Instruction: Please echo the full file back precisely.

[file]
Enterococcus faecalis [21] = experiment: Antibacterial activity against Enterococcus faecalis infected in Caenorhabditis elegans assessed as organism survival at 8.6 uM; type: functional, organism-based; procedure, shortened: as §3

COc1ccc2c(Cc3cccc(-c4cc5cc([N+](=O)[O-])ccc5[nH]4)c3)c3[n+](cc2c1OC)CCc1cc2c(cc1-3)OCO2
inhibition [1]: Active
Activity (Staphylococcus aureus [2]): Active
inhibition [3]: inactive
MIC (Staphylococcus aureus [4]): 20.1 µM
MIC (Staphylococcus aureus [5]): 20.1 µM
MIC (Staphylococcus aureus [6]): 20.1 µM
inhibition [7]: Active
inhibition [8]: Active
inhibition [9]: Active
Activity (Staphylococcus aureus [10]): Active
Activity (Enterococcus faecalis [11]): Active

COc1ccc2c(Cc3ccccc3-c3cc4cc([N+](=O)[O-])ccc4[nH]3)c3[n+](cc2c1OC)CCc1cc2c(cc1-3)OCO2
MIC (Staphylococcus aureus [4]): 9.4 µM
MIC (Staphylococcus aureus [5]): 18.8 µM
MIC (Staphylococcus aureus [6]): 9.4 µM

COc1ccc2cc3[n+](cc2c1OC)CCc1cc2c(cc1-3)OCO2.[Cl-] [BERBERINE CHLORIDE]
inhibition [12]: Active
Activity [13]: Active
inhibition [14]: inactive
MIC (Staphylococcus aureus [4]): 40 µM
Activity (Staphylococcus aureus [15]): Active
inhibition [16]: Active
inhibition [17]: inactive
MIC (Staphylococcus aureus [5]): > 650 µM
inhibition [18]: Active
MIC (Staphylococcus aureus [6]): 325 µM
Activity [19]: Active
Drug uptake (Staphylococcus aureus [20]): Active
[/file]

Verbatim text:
Enterococcus faecalis [21] = experiment: Antibacterial activity against Enterococcus faecalis infected in Caenorhabditis elegans assessed as organism survival at 8.6 uM; type: functional, organism-based; procedure, shortened: as §3

COc1ccc2c(Cc3cccc(-c4cc5cc([N+](=O)[O-])ccc5[nH]4)c3)c3[n+](cc2c1OC)CCc1cc2c(cc1-3)OCO2
inhibition [1]: Active
Activity (Staphylococcus aureus [2]): Active
inhibition [3]: inactive
MIC (Staphylococcus aureus [4]): 20.1 µM
MIC (Staphylococcus aureus [5]): 20.1 µM
MIC (Staphylococcus aureus [6]): 20.1 µM
inhibition [7]: Active
inhibition [8]: Active
inhibition [9]: Active
Activity (Staphylococcus aureus [10]): Active
Activity (Enterococcus faecalis [11]): Active

COc1ccc2c(Cc3ccccc3-c3cc4cc([N+](=O)[O-])ccc4[nH]3)c3[n+](cc2c1OC)CCc1cc2c(cc1-3)OCO2
MIC (Staphylococcus aureus [4]): 9.4 µM
MIC (Staphylococcus aureus [5]): 18.8 µM
MIC (Staphylococcus aureus [6]): 9.4 µM

COc1ccc2cc3[n+](cc2c1OC)CCc1cc2c(cc1-3)OCO2.[Cl-] [BERBERINE CHLORIDE]
inhibition [12]: Active
Activity [13]: Active
inhibition [14]: inactive
MIC (Staphylococcus aureus [4]): 40 µM
Activity (Staphylococcus aureus [15]): Active
inhibition [16]: Active
inhibition [17]: inactive
MIC (Staphylococcus aureus [5]): > 650 µM
inhibition [18]: Active
MIC (Staphylococcus aureus [6]): 325 µM
Activity [19]: Active
Drug uptake (Staphylococcus aureus [20]): Active